Our students will show you why programming is for everyone, one story at a time.
There’re really no excuses for anyone to say “programming is too difficult to learn.”
The bright-eyed Sik-kin Chan, or “Sik Sik” as his peers and teachers would call him, is one of the first coding students at Preface. At the age of ten, he has already been coding for two years. “I’ve never thought that I could build an app for the grown-ups to use, in an actual shop. Not when I just started coding two years ago. Now there’s an app up and running in Preface Coffee and I was one of the builders behind. The 8 year-old me wouldn’t believe that this is happening.”
Like any other post-millennial kids, Sik Sik grew up with many mobile devices around him. Although gadgets are common, something was boggling his mind — how are these games made inside a screen? They don’t look like other physical toys at home. He raised this innocent question to his parents — that’s how he first heard about “programming”, and all the wonderful things that could follow, if he knew how to code.
However, the computer class at school didn’t teach him how to code. It’s a class of 32 kids. To make sure everyone’s mind was present in the classroom, the teacher spent about ⅔ of the time keeping the classroom orderly.
For the precious time left, the teacher showed them how to use the PowerPoint. There’s no programming elements in the class.
Outside school, Sik Sik takes his Chinese tutorial class at Preface. Surprisingly, it’s also where he first discovered the kind of programming classes he wanted to take.
Sik Sik usually arrived early for his Chinese class, and he saw some kids doing something on their computers in excitement. “They were putting some puzzles together on the screen. It looks like a game but there’s a teacher in the classroom.” It was the first time he saw someone coding with a tool called “App Inventor”, building the “things” that live behind the screen of his iPad.
He then decided to take the App Inventor classes at Preface. It was a bit of a learning curve at first. “The first thing I had to learn was how to think like a programmer, which is quite different from the usual way of thinking. It was a bit awkward at first and I couldn’t get used to it. There were always a few steps missing in my program and it was frustrating. But Mr Sam guided me how to think in a more systematic way. ‘Remember how you talk to your 3 year-old brother? How would you ask him to get a pencil for you?’ Although he never really gave me the answers directly, I would eventually find the answer myself with the method he taught me.”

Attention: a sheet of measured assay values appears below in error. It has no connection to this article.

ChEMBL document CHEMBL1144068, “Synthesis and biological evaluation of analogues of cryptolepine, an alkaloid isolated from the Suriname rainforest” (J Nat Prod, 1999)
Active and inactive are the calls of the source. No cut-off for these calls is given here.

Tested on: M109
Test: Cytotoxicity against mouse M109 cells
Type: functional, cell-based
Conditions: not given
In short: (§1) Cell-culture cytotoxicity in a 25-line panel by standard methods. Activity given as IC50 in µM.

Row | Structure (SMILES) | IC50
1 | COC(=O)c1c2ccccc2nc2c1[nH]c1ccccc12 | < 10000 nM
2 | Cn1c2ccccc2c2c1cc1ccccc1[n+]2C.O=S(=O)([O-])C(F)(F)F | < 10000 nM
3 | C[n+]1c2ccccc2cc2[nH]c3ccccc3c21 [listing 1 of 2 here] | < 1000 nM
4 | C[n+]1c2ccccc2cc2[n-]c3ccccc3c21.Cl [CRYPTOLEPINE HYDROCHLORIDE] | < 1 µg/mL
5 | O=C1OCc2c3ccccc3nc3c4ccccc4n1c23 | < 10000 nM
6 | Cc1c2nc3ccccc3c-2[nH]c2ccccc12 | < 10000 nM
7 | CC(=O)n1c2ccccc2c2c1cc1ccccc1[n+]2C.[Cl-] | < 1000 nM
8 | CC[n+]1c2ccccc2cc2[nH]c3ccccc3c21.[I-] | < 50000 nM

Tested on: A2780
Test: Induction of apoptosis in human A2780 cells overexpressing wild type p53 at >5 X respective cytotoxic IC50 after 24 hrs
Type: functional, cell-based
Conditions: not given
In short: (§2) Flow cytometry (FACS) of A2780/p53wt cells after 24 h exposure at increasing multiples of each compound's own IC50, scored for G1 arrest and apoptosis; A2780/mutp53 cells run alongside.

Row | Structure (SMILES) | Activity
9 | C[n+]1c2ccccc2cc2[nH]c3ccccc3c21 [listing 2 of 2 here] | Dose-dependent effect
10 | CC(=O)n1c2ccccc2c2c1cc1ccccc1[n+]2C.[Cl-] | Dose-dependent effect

“I think the best thing about learning coding at Preface is the Hackathon. I get to test what I learn by finishing a project in a very short time.” In the monthly Hackathon at Preface, all the coding students had to churn out and present finished products on a stage. Everything happens in 2.5 hours and there was no time to waste.
“It was nerve-wracking every time, and collaborating with other kids is very challenging! I feel really satisfied though every time I finish a project.”
It’s a question we ask almost every kid: what do you want to be in the future?
Sik Sik painted a self-portrait in words about his future self, with a cheeky smile, “I picture myself as ‘the Man in the Chair’ type of guy, you know, like a hacker behind the scene, tackling hard problems in order to close the security breach of some important systems, working inside a confidential building.” His voice raised a little bit in excitement as he continued, “I want to be a professional coder when I grow up, and teach young kids about coding, like Mr Sam.”
It’s probably still a long way for our little Sik Sik to become that “Man in the Chair” he talked about, but we’re properly proud of how a 10 year-old has been coming along. He gives me one less excuse to procrastinate, but keep on trying and trying, until that status of “Man in the Chair” is achieved.